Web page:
At least the plan of invading Akiton looks a little less silly if the Idari had a gate connection back to the homeworld.

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Feel like the gate/transport/economics of magic might make for a separate thread at this point.

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The description was ambiguous, but I interpreted that the gates have to be in fixed locations. Yes, yes, relativity of space/time, but basically you couldn't put a Gate on a ship, it had to be on a "stationary" location like a station or planet. At the very least, I'd be inclined to make physically moving an active Gate a fraught and risky affair at least mostly as hard as setting up a Gate in the first place.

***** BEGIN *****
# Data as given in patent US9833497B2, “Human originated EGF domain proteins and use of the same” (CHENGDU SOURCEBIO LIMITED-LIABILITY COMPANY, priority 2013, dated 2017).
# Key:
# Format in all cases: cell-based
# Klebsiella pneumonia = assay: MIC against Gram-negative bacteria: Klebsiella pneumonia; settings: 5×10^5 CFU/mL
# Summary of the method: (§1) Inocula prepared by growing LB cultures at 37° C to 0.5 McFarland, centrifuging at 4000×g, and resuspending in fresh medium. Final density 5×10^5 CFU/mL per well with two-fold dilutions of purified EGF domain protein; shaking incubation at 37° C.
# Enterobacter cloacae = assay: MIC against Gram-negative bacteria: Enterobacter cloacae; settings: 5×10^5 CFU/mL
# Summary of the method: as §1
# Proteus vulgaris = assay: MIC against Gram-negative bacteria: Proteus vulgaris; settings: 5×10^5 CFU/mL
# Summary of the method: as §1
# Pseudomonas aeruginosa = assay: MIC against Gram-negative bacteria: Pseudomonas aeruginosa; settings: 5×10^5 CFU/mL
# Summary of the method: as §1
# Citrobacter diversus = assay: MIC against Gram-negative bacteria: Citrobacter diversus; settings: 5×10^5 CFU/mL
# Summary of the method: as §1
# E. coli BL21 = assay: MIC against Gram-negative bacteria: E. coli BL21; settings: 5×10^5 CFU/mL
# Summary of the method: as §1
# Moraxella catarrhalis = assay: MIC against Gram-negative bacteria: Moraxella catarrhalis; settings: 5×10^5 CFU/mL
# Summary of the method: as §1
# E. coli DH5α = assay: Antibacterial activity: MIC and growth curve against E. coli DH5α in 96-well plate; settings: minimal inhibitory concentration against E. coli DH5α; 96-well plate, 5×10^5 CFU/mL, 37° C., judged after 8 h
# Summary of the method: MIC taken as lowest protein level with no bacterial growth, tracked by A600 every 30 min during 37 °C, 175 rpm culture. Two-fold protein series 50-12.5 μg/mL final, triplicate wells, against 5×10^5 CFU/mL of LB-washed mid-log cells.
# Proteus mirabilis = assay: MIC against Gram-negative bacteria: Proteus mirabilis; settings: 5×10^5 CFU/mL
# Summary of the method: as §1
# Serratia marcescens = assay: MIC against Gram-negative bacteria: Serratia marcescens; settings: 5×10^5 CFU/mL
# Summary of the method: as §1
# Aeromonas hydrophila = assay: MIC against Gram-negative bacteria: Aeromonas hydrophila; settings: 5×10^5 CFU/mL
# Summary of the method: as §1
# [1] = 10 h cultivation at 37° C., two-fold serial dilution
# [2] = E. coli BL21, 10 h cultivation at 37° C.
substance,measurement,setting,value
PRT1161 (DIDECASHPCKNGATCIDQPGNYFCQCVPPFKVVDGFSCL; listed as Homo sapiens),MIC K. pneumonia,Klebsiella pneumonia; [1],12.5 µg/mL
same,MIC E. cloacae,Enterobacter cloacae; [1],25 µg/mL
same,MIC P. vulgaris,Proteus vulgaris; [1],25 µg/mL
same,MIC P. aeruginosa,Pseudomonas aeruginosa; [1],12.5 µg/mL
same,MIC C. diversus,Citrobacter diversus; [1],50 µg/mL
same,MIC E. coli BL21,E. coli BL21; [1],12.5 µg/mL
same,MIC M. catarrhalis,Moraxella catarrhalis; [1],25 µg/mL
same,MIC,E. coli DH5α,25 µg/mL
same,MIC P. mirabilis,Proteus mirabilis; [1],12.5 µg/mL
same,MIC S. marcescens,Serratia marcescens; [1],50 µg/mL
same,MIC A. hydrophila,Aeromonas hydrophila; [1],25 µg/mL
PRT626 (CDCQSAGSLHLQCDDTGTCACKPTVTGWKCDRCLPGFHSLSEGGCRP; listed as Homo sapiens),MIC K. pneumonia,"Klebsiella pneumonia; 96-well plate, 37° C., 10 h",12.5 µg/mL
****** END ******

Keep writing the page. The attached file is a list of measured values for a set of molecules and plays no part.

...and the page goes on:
I'm still learning Starfinder [slowly, my group may or may not ever try it -- this book may be the one that pushes me toward it, since I want "space fantasy" and not "scifi with magic"] and interpreting this through a Pathfinder lense... But reading Acid Puddle, it sounds like a no-brainer always to take it over fireball. Is Starfinder generally amped up that much over PF? Or acid (and hardness) more resisted? Or SR avoidance less important?

In Pathfinder, if it were straight-up Conjuration (no SR) Acid damage -- no other changes from Fireball -- I'd consider it pure upgrade. But this also has its duration. The reduced range rarely matters, and the flat 6d6+n2d6 is the same to better than Ld6.